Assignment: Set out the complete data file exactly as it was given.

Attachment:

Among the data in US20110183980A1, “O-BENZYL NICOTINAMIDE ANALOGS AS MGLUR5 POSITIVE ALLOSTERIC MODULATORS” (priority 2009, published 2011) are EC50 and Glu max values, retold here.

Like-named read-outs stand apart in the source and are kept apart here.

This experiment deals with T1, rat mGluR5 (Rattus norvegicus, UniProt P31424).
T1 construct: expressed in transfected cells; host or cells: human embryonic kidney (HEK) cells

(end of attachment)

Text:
Among the data in US20110183980A1, “O-BENZYL NICOTINAMIDE ANALOGS AS MGLUR5 POSITIVE ALLOSTERIC MODULATORS” (priority 2009, published 2011) are EC50 and Glu max values, retold here.

Like-named read-outs stand apart in the source and are kept apart here.

This experiment deals with T1, rat mGluR5 (Rattus norvegicus, UniProt P31424).
T1 construct: expressed in transfected cells; host or cells: human embryonic kidney (HEK) cells